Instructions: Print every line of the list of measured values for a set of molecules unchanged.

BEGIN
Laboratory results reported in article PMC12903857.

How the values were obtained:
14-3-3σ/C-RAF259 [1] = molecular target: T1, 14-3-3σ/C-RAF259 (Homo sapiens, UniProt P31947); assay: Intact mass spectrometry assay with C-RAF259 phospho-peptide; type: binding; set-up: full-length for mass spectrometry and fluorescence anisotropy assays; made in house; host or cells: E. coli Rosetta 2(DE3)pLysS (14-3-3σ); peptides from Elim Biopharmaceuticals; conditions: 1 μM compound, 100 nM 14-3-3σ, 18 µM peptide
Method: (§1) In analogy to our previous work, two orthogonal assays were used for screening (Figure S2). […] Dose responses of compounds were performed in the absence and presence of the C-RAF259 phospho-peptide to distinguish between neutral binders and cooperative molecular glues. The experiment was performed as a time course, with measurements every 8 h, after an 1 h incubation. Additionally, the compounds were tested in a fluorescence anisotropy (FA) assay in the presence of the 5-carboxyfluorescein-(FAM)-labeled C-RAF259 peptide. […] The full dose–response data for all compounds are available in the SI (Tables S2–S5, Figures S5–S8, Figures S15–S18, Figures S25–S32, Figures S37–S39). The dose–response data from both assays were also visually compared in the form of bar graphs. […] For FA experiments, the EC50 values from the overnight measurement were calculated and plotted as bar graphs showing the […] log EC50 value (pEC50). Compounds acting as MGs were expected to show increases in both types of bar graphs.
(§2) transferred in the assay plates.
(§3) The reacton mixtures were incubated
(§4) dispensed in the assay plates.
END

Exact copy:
Laboratory results reported in article PMC12903857.

How the values were obtained:
14-3-3σ/C-RAF259 [1] = molecular target: T1, 14-3-3σ/C-RAF259 (Homo sapiens, UniProt P31947); assay: Intact mass spectrometry assay with C-RAF259 phospho-peptide; type: binding; set-up: full-length for mass spectrometry and fluorescence anisotropy assays; made in house; host or cells: E. coli Rosetta 2(DE3)pLysS (14-3-3σ); peptides from Elim Biopharmaceuticals; conditions: 1 μM compound, 100 nM 14-3-3σ, 18 µM peptide
Method: (§1) In analogy to our previous work, two orthogonal assays were used for screening (Figure S2). […] Dose responses of compounds were performed in the absence and presence of the C-RAF259 phospho-peptide to distinguish between neutral binders and cooperative molecular glues. The experiment was performed as a time course, with measurements every 8 h, after an 1 h incubation. Additionally, the compounds were tested in a fluorescence anisotropy (FA) assay in the presence of the 5-carboxyfluorescein-(FAM)-labeled C-RAF259 peptide. […] The full dose–response data for all compounds are available in the SI (Tables S2–S5, Figures S5–S8, Figures S15–S18, Figures S25–S32, Figures S37–S39). The dose–response data from both assays were also visually compared in the form of bar graphs. […] For FA experiments, the EC50 values from the overnight measurement were calculated and plotted as bar graphs showing the […] log EC50 value (pEC50). Compounds acting as MGs were expected to show increases in both types of bar graphs.
(§2) transferred in the assay plates.
(§3) The reacton mixtures were incubated
(§4) dispensed in the assay plates.